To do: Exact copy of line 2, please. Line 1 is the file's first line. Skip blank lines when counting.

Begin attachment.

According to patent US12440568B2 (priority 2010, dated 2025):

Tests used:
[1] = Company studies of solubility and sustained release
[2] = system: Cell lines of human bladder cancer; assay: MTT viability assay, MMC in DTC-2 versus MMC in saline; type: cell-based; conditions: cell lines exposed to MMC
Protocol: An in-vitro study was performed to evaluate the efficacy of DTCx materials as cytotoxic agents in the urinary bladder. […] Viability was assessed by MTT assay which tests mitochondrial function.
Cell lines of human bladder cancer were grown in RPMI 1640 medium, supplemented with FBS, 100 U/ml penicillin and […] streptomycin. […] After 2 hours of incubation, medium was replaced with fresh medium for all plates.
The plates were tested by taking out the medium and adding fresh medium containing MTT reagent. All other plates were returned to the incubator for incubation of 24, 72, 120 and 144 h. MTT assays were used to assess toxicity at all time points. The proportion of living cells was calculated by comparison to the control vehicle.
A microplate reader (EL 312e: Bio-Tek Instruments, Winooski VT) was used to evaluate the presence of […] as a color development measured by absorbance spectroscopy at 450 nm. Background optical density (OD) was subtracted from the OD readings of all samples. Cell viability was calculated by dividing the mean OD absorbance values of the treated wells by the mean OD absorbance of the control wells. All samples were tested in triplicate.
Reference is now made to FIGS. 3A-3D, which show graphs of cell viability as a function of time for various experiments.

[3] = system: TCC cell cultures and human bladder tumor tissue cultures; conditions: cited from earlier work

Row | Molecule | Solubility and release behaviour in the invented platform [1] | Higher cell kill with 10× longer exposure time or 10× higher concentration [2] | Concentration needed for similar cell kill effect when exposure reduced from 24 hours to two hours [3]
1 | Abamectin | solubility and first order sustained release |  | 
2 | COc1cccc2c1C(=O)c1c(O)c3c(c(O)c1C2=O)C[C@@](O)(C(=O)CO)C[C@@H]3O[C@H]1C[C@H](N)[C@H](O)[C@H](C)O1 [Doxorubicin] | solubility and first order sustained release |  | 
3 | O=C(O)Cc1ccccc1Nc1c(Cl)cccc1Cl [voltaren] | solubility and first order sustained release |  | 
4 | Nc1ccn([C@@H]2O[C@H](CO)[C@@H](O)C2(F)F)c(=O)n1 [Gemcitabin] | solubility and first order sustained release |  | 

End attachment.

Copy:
Tests used: